load is met by large storage tanks and an oil-fired booster station.
In France, production wells in sedimentary basins provide direct heat to more than
500,000 people from 40 projects. These wells provide from 40 to 100 L/s of 60 to
100C water from depths of 1,500 to 2,000 m. In the Paris basin, a doublet system

(one production and one injection well) provides 70C water, with the peak load met
by heat pumps and conventional fossil fuel burners.
Agribusiness Applications
Agribusiness applications (agriculture and aquaculture) are particularly attractive
because they require heating at the lower end of the temperature range where there is
an abundance of geothermal resources. Use of waste heat or the cascading of
geothermal energy also has excellent possibilities. A number of agribusiness
applications can be considered: greenhouse heating, aquaculture, animal husbandry,
soil warming and irrigation, mushroom culture, and biogas generation.
Numerous commercially marketable crops have been raised in geothermally-heated
greenhouses in Hungary, Russia, New Zealand, Japan, Iceland, China and the U.S.
These include vegetables, such as cucumbers and tomatoes, flowers (both potted and
bedded), house plants, tree seedlings, and cacti. Using geothermal energy for heating
reduces operating costs (which can account for 35% of the product cost) and allows
operation in colder climates where commercial greenhouses would not normally be
economical.
The use of geothermal energy for raising catfish, shrimp, tilapia, eels, and tropical fish
has produced crops faster than by conventional solar heating. Using geothermal heat
allows better control of pond temperature, thus optimizing growth. Fish breeding has
been successful in Japan, China and the U.S. A very successful prawn raising
operation, producing 400 tonnes of Giant Malaysian freshwater prawns per year at
U.S. $17 to 27/kg, has been developed near the Wairakei geothermal field in New
Zealand (Lund and Klein, 1995). The most important factors to consider are the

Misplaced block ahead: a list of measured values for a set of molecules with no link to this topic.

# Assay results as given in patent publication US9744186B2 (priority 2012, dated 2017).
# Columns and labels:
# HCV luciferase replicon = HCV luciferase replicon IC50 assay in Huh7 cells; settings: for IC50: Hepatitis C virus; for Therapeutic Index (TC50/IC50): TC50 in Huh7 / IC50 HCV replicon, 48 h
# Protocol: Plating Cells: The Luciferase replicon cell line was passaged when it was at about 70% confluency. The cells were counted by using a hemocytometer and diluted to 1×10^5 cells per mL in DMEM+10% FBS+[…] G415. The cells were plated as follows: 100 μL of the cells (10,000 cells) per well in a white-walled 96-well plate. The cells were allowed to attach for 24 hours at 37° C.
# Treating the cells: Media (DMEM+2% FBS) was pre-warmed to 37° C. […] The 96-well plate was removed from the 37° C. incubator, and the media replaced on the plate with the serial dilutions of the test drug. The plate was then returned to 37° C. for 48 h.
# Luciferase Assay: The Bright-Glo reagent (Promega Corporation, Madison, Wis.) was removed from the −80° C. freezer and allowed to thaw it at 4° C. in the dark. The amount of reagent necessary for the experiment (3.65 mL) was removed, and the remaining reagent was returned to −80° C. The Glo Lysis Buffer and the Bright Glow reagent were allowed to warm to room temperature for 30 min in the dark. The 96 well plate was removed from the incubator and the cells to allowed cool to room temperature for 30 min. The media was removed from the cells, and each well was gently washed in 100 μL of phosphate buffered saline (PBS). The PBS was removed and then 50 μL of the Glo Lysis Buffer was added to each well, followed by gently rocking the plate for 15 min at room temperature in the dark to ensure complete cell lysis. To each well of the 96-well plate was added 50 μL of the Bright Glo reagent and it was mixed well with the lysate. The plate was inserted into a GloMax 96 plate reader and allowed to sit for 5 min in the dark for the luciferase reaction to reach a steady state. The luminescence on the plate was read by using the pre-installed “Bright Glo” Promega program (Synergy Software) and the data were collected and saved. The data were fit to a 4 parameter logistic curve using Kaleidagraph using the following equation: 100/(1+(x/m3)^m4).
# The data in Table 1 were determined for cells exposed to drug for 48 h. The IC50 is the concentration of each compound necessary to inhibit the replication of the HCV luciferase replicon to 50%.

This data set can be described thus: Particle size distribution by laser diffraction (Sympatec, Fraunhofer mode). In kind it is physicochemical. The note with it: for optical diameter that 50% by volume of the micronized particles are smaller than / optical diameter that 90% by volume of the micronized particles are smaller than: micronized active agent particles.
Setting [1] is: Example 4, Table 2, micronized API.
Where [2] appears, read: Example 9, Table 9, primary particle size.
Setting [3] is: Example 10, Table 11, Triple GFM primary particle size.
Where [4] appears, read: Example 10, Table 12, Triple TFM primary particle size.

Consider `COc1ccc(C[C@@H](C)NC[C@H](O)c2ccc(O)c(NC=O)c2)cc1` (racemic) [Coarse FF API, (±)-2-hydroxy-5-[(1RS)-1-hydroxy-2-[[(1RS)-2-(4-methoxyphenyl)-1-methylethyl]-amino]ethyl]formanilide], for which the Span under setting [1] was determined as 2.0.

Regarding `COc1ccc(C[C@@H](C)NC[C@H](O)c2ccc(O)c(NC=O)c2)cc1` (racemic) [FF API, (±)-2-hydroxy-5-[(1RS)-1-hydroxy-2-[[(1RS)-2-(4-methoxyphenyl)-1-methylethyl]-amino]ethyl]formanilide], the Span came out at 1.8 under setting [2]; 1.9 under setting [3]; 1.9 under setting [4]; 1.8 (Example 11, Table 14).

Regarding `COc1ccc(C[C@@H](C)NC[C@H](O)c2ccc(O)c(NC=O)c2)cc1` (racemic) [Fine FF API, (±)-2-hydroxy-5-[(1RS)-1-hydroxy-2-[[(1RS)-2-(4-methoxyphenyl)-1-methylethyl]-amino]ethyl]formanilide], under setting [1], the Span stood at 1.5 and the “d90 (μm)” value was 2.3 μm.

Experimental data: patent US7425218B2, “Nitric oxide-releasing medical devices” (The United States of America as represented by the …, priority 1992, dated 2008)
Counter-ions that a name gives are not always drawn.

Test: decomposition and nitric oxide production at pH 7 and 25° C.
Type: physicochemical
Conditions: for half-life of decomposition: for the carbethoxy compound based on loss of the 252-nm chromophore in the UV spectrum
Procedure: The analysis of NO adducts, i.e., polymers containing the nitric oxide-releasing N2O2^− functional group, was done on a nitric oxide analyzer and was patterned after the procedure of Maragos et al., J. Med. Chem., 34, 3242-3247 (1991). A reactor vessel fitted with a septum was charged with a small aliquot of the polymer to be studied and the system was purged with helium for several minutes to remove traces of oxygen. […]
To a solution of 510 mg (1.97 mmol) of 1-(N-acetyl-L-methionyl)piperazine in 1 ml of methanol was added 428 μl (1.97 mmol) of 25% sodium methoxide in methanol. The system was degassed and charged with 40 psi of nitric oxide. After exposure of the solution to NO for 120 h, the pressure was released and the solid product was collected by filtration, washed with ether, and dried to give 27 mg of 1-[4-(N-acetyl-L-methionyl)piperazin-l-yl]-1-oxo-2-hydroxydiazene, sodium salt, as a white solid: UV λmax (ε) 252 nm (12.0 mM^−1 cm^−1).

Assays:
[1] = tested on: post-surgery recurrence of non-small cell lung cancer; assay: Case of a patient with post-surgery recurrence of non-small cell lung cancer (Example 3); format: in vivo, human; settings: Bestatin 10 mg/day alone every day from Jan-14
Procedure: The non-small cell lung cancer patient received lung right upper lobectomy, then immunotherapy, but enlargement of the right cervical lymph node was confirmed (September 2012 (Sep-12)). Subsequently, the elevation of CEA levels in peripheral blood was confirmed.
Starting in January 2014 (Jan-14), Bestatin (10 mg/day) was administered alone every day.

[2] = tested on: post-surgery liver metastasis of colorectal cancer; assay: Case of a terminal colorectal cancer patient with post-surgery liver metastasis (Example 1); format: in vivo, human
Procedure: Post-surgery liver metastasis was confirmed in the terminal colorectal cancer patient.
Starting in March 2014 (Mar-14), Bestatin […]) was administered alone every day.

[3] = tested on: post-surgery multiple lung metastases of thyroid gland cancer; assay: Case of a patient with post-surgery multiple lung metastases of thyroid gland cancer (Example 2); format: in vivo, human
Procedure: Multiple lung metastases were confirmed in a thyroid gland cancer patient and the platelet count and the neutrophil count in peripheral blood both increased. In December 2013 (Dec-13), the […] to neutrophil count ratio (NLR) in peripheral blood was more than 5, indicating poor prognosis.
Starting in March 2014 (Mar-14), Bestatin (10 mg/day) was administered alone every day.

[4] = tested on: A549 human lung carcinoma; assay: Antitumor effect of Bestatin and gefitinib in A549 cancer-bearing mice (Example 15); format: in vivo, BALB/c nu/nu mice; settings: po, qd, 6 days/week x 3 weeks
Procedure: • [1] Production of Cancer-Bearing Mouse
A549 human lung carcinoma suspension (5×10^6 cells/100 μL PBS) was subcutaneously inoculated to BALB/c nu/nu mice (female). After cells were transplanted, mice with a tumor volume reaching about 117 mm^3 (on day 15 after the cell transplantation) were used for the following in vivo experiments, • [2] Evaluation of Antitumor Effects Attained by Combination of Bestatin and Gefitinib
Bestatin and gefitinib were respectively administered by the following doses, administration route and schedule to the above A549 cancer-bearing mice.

quality of the water and disease. If geothermal water is used directly, concentrations
of dissolved heavy metals (fluorides, chlorides, arsenic, and boron) must be
considered.
Livestock raising facilities can encourage the growth of domestic animals by a
controlled heating and cooling environment. An indoor facility can lower mortality
rate of newborn, enhance growth rates, control disease, increase litter size, make
waste management and collection easier, and in most cases, improve the quality of the
product. Geothermal fluids can also be used for cleaning, sanitizing and drying of
animal shelters and waste, as well as assisting in the production of biogas from the
waste.
Industrial Applications
Although the Lindal diagram shows many potential industrial and process
applications of geothermal energy, the world's uses are relatively few. The oldest
industrial use is at Larderello, Italy, where boric acid and other borate compounds
have been extracted from geothermal brines since 1790. Today, the two largest
industrial uses are the diatomaceous earth drying plant in northern Iceland, and a pulp,
paper and wood processing plant at Kawerau, New Zealand. Notable U.S. examples
are two onion dehydration plants in northern Nevada (Lund, 1995), and a sewage
digestion facility in San Bernardino, California. Alcohol fuel production has been

attempted in the U.S.; however, the economics were marginal and thus, this industry
has not been successful.
Drying and dehydration are important moderate-temperature uses of geothermal
energy. Various vegetable and fruit products are feasible with continuous belt
conveyors or batch (truck) dryers with air temperatures from 40 to 100C.
Geothermally drying alfalfa, onions, pears, apples and seaweed are examples of this
type of direct use. A new development in the use of geothermal fluids is for enhanced
heat leaching of precious metals in Nevada by applying heat to the cyanide process
(Trexler, et al., 1990). Using geothermal energy increases the efficiency of the process
and extends the production into the winter months.

ECONOMIC CONSIDERATIONS
Geothermal projects require a relatively large initial capital investment, with small
annual operating costs thereafter. Thus, a district heating project, including production
wells, pipelines, heat exchangers, and injection wells, may cost several million
dollars. By contrast, the initial investment in a fossil fuel system includes only the
cost of a central boiler and distribution lines. The annual operation and maintenance
costs for the two systems are similar, except that the fossil fuel system may continue
to pay for fuel at an ever-increasing rate; while, the cost of geothermal fluid is stable.